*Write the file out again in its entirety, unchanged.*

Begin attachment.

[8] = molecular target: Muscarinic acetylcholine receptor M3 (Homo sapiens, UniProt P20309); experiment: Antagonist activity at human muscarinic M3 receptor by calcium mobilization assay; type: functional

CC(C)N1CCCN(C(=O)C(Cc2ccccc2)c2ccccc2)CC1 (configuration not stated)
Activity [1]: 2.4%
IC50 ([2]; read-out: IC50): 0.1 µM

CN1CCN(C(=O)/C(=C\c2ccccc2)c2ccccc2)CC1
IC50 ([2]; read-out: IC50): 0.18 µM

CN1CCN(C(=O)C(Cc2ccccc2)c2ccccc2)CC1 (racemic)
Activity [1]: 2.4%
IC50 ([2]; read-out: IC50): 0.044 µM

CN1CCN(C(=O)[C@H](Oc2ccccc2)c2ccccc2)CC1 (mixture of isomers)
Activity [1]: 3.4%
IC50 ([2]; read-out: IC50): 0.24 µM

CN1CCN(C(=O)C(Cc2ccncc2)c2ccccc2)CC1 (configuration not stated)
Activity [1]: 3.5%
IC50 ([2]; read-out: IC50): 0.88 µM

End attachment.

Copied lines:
[8] = molecular target: Muscarinic acetylcholine receptor M3 (Homo sapiens, UniProt P20309); experiment: Antagonist activity at human muscarinic M3 receptor by calcium mobilization assay; type: functional

CC(C)N1CCCN(C(=O)C(Cc2ccccc2)c2ccccc2)CC1 (configuration not stated)
Activity [1]: 2.4%
IC50 ([2]; read-out: IC50): 0.1 µM

CN1CCN(C(=O)/C(=C\c2ccccc2)c2ccccc2)CC1
IC50 ([2]; read-out: IC50): 0.18 µM

CN1CCN(C(=O)C(Cc2ccccc2)c2ccccc2)CC1 (racemic)
Activity [1]: 2.4%
IC50 ([2]; read-out: IC50): 0.044 µM

CN1CCN(C(=O)[C@H](Oc2ccccc2)c2ccccc2)CC1 (mixture of isomers)
Activity [1]: 3.4%
IC50 ([2]; read-out: IC50): 0.24 µM

CN1CCN(C(=O)C(Cc2ccncc2)c2ccccc2)CC1 (configuration not stated)
Activity [1]: 3.5%
IC50 ([2]; read-out: IC50): 0.88 µM